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Size of the neuroretinal rim and optic cup and their correlations with ocular and general parameters in adult Chinese: the Beijing eye study
  1. L Xu1,
  2. Y Wang1,
  3. H Yang1,
  4. L Zhang1,
  5. J B Jonas2
  1. 1
    Beijing Institute of Ophthalmology, Beijing Tongren Hospital, Capital University of Medical Science, Beijing, China
  2. 2
    Department of Ophthalmology, Medical Faculty Mannheim of the Ruprecht-Karls-University Heidelberg, Germany
  1. Professor Jost B Jonas, Beijing Institute of Ophthalmology, 17 Hougou Street, Chong Wen Men, 100005 Beijing, China; jost.jonas{at}


Aim: To measure the size of the neuroretinal rim, the major variable in the quantitative analysis of the optic nerve head, and its correlations in adult Chinese in a population based setting.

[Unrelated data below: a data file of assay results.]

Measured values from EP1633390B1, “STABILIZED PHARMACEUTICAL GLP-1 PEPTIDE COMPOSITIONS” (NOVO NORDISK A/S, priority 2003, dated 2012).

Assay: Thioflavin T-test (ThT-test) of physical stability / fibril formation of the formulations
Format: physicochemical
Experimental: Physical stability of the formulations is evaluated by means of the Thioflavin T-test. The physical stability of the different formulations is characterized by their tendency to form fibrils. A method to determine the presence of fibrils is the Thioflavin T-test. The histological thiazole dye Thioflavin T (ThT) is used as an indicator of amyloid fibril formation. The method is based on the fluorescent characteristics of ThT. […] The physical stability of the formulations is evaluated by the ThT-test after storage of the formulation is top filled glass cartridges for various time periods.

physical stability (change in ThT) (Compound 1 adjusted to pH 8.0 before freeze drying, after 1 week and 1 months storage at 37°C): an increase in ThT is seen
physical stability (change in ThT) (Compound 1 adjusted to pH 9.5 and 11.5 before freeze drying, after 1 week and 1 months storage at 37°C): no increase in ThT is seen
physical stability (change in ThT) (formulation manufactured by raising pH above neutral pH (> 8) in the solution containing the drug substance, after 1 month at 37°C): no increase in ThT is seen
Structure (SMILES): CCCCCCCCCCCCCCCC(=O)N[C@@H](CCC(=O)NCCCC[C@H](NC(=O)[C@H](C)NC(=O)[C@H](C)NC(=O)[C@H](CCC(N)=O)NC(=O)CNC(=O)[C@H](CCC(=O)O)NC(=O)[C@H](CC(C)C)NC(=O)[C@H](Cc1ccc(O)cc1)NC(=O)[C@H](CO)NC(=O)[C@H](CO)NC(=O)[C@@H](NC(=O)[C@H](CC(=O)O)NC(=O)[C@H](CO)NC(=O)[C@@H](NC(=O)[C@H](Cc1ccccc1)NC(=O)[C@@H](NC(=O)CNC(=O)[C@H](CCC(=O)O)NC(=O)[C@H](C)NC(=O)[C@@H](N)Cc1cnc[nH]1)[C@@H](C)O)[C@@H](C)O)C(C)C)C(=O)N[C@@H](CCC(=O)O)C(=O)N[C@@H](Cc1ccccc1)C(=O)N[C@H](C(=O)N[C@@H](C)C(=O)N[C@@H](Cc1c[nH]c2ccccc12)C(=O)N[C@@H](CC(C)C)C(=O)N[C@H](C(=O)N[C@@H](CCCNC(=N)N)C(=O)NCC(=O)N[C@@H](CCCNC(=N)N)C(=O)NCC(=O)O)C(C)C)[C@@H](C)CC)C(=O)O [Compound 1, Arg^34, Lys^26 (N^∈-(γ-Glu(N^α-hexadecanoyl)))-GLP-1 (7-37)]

Methods: The Beijing eye study—a population based, cross sectional cohort study—included 4439 subjects from among 5324 of age of 40+ years invited to participate (response rate 83.4%). This study included a random sample of 781 subjects with normal intraocular pressure (IOP), normal visual fields, and a normal optic nerve head; and a random sample of 84 subjects with an IOP >21 mm Hg. Colour optic disc photographs (30°) were examined morphometrically.

Results: In the normal group, the mean (SD) neuroretinal rim area was 1.70 (0.30) mm2. It was significantly correlated with optic disc area (rim area = 0.43*disc area+0.67; p<0.001). It was not significantly associated with age, sex, or a known diagnoses of diabetes mellitus, arterial hypertension or hypotension, hyperlipidaemia, coronary heart disease, or cerebral haemorrhage.

Conclusions: In adult Chinese, the neuroretinal rim area measures 1.70 (0.30) mm2 on optic disc photographs. It is statistically independent of age. Compared with data from studies in Western countries, the neuroretinal rim is larger in adult Chinese than in adult white populations, corresponding to a larger optic disc size in the Chinese.

  • neuroretinal rim
  • optic disc
  • peripapillary atrophy
  • optic disc haemorrhage
  • refractive error

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  • Competing interests: None declared.

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